It’ll sit happily enough on a motorway, a more willing companion than say, a Lotus Exige or Alfa 4C, but less accommodating than the current 911 GT3. I remember driving that and thinking I could happily live with it every day – the PDK gearbox meant you weren’t sweating shifts in traffic, and the damping was remarkably supple. The GT4 is less forgiving than the GT3, but if you’re buying one and are worried about motorway manners, boy, are you buying it for the wrong reasons. Have a GTS, have a boggo one – they’ll do a much more acceptable, pleasurable job for you on the daily commute.
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But though the standard Cayman is genuinely exceptional, it’s not chock-full of drama and excitement. OK, we thought it was, but then we drove the GT4…
The front end is rock-solid. There is always more grip. Always. I caught myself out on a bend that tightened dramatically and dropped away. I knew the Cayman couldn’t cope with it, couldn’t possibly grip with the panicky extra steering demands I’d just placed on it without succumbing to understeer. It did, though. And with an air of authority, and that gave me total confidence in what it was capable of. I felt the forces build through the steering and chassis, knew which bits were having to work hardest, what I should do next. It allows you to think ahead of the car, to know what it’ll do in any situation before you get to it.
It’s both incredibly agile and beautifully balanced, the centred weight distribution allowing you to take liberties with it that you can’t with the GT3. Because you have to give that car more respect, work around its foibles, ultimately the GT4 isn’t quite as beguiling and richly rewarding as the GT3. But it’s damn close. And £35,000 cheaper, which looks something of a bargain.
What the GT4 lacks is the GT3’s engine pedigree. You can tell the Carrera S’s 3.8 isn’t a pure-bred Porsche Motorsport unit. It doesn’t operate with the same frenzy, snarl and snap, and is all done at 7,800rpm, rather than 9,000rpm. Deficiencies are masked by the noise – it’s loud and angry – and the strong mid-range pull which, when the Variocam system gives it both barrels above 5,500rpm, develops into GT3-threatening pace.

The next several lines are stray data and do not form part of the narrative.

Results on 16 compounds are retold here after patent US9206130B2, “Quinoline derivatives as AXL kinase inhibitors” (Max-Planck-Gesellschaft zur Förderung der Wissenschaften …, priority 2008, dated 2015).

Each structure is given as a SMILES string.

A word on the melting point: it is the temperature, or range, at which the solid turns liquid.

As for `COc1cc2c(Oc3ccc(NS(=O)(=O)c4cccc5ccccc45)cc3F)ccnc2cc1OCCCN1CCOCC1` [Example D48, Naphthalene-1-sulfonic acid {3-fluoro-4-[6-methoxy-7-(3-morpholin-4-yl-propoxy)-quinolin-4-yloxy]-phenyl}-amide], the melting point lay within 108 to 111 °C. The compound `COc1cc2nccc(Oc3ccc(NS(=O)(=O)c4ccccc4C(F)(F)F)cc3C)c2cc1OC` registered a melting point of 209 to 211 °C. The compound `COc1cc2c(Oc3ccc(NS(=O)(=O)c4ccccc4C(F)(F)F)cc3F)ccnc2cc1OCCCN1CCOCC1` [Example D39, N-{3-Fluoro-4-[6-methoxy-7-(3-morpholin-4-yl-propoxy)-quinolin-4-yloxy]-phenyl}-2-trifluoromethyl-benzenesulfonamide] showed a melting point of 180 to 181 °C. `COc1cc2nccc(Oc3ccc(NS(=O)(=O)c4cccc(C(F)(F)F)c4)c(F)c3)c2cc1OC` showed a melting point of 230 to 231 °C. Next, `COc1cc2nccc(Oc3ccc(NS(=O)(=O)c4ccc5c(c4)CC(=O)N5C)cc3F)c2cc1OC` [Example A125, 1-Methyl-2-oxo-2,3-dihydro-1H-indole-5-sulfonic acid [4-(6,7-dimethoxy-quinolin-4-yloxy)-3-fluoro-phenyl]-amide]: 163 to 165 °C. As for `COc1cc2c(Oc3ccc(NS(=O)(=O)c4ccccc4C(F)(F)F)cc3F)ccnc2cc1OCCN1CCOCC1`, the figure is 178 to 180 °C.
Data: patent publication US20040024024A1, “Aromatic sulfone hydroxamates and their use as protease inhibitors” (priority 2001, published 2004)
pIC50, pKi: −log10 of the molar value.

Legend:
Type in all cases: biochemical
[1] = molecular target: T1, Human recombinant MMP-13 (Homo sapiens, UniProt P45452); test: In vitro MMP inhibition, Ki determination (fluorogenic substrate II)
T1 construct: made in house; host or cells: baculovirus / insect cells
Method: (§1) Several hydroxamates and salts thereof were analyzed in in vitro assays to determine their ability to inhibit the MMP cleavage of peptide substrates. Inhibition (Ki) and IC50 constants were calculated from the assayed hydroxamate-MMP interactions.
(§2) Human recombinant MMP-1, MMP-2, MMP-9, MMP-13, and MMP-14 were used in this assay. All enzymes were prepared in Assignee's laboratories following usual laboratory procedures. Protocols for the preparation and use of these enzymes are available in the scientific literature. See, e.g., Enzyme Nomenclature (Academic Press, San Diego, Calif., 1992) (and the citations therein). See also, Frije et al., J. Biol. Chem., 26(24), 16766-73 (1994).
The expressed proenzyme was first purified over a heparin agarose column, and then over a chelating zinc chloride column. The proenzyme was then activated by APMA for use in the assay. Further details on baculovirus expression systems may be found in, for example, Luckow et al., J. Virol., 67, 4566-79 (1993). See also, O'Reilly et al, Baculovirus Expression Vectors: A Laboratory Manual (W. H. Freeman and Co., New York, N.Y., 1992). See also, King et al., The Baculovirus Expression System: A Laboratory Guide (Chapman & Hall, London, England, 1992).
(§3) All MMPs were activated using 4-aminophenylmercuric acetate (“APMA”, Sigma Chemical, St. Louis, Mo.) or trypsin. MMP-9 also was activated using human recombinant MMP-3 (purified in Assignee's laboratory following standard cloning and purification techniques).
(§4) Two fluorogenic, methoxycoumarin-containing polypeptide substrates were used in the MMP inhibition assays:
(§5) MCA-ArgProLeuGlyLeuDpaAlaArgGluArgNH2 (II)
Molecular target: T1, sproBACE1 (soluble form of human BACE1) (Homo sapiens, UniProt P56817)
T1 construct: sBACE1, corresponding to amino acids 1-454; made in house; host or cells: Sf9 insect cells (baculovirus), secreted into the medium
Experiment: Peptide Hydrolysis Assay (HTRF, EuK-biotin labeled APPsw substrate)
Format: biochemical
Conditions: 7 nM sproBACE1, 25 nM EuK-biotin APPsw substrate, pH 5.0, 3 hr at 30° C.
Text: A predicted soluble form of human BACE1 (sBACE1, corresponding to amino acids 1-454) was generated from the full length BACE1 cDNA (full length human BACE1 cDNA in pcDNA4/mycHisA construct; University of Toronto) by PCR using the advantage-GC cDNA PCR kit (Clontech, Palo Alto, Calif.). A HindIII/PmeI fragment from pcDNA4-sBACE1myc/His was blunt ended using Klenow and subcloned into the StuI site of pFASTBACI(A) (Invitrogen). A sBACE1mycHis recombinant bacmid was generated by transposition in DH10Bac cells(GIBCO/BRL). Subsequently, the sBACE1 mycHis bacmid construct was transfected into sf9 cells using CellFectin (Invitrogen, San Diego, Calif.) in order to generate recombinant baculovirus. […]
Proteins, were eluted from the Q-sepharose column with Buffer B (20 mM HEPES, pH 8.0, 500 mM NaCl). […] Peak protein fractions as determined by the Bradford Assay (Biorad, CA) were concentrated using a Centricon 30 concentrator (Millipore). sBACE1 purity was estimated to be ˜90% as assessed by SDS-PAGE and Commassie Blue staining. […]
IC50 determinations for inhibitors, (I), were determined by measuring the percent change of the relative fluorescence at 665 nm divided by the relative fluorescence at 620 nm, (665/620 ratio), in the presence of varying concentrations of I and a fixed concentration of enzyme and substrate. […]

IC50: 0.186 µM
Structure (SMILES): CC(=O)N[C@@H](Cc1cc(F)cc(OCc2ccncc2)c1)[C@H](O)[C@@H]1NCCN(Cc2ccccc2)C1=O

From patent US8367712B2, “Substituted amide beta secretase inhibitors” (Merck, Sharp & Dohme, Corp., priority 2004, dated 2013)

The gearshift is a honey, too. Same basic transmission as a Cayman GTS, but the shorter lever means punchy shifts. You just jab the lever around the gate, and if you have the Sport button pressed, it does the rev-matching for you. In fact, that is the only thing the Sport button does. One drawback to the gearbox, though – those Cayman GTS ratios are too long for the GT4. Porsche explains it away by saying that it doesn’t want people to have to change up during overtaking opportunities, but more sprint-oriented gearing would suit the car better. Don’t bother firming up the standard PASM dampers, either – the Nürburgring lap time was achieved with them in Normal.
Incidentally, it deals with the Green Hell in 7:40. That’s only eight seconds slower than the PDK-equipped GT3. At Portimão it was absolutely mighty, the brakes especially. My car had the ceramic stoppers. Lifted straight from the GT3, the discs are vast, 410mm across, and stellar to use. I honestly couldn’t name a single car I’ve driven that stops with more conviction than this.
All this power, force and speed keeps you busy on a lap of Portimão, especially since you have three pedals that need playing with. It’s becoming a rarity, the manual gearbox, and the GT4 gives it the perfect home, shows it can still be a key part of the driving process. I’d love the car to have a bespoke engine and snappier gearing, but that would have bumped the price up to maybe £85,000 – and what I love most about the Cayman GT4 is that it gives you the full Porsche GT experience for a lot less money.